Hearing But Not Listening: Islamist Activism in Britain

Jonathan Githens-Mazer '97, the co-director of the European Muslim Research Centre and co-director of the Exeter Centre for Ethno-Political Studies at the University of Exeter, suggests that religion, identity, and political behavior must be disaggregated from discussions about security and the nature of any contemporary terrorist threat.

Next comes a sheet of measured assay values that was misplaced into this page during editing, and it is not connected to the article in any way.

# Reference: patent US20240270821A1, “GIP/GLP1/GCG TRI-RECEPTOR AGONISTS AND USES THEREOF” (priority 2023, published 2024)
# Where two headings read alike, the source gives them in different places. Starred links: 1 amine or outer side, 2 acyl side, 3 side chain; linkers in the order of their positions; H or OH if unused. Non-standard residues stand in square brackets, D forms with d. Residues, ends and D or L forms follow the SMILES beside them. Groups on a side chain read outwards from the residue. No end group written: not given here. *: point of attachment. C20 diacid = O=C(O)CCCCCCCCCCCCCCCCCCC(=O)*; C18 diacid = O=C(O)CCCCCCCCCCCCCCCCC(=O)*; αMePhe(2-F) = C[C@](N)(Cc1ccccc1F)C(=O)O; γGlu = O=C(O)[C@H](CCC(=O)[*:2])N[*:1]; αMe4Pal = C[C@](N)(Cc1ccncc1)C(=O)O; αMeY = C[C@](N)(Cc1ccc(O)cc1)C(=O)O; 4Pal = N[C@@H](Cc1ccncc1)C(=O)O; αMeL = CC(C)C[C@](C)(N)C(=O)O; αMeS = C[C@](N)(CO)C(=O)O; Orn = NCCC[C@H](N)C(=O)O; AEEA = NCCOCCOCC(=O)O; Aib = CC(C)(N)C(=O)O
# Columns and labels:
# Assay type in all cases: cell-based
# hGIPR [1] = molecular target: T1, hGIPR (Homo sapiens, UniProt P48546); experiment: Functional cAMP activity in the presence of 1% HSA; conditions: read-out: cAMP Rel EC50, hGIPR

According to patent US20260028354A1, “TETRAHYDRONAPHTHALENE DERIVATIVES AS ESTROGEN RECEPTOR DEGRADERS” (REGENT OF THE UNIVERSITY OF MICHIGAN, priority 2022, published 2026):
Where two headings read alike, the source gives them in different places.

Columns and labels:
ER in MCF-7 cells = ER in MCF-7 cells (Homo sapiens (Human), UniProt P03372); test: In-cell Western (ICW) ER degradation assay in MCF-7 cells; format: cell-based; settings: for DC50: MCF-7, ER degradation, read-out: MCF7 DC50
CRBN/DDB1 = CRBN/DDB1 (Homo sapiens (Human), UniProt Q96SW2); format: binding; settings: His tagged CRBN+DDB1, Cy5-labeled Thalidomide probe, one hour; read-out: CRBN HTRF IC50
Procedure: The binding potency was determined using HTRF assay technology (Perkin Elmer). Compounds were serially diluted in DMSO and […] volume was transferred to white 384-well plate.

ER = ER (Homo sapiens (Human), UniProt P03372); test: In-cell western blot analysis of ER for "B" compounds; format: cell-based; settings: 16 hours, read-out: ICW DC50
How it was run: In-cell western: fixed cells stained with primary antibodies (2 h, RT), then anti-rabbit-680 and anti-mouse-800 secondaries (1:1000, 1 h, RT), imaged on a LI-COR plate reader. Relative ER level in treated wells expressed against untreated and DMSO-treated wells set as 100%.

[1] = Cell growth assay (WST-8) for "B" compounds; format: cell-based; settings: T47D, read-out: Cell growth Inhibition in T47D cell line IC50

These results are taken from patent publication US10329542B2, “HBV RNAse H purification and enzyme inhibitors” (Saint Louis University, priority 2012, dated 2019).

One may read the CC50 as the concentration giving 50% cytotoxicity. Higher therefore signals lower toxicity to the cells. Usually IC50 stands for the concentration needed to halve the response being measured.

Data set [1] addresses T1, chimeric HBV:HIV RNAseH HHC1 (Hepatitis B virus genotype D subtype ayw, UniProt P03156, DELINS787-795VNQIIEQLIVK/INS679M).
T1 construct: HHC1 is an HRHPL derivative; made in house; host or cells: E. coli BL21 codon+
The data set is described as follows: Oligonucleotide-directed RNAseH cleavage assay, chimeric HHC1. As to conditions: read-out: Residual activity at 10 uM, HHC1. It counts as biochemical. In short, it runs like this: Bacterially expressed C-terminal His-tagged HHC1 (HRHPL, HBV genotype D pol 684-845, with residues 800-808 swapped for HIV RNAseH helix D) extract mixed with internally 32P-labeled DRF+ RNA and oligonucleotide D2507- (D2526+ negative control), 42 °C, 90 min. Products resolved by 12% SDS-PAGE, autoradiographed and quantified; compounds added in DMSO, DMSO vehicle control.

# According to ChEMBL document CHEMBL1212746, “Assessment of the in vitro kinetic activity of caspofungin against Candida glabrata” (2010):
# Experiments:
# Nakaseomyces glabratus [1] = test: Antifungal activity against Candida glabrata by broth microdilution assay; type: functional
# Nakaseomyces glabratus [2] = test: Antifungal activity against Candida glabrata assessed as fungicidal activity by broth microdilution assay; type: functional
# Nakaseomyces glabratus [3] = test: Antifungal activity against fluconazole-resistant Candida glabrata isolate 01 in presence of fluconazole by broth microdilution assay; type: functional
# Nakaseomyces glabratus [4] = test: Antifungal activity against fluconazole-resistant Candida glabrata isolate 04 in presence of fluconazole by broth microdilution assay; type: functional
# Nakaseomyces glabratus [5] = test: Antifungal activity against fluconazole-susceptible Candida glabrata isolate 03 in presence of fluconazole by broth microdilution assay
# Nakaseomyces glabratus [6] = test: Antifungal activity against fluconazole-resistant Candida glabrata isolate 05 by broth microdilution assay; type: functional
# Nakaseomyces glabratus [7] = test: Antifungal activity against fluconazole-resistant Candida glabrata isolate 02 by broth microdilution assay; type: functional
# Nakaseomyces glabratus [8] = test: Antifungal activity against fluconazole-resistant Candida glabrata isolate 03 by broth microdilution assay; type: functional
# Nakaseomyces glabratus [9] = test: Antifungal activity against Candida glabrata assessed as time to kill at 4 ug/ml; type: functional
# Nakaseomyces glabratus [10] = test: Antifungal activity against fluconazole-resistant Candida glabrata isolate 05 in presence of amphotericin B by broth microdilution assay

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Radicalization, extremism, and Islamism have become buzzwords for politicians and the media seeking to explain the threat of "radical Islam" and terrorism "against the West." Britain's Prime Minister David Cameron recently implicitly offered the following syllogism to European heads of state: Extremism is leading to terrorism; Islamism is extremism; and therefore Islamically-inspired political activism is, to quote another, "an entry chamber to terrorism." In this Spring 2011 talk, Jonathan Githens-Mazer '97 offers evidence to suggest that religion, identity, and political behavior must be disaggregated from discussions about security and the nature of any contemporary terrorist threat. Githens-Mazer is the co-director of the European Muslim Research Centre and co-director of the Exeter Centre for Ethno-Political Studies at the University of Exeter.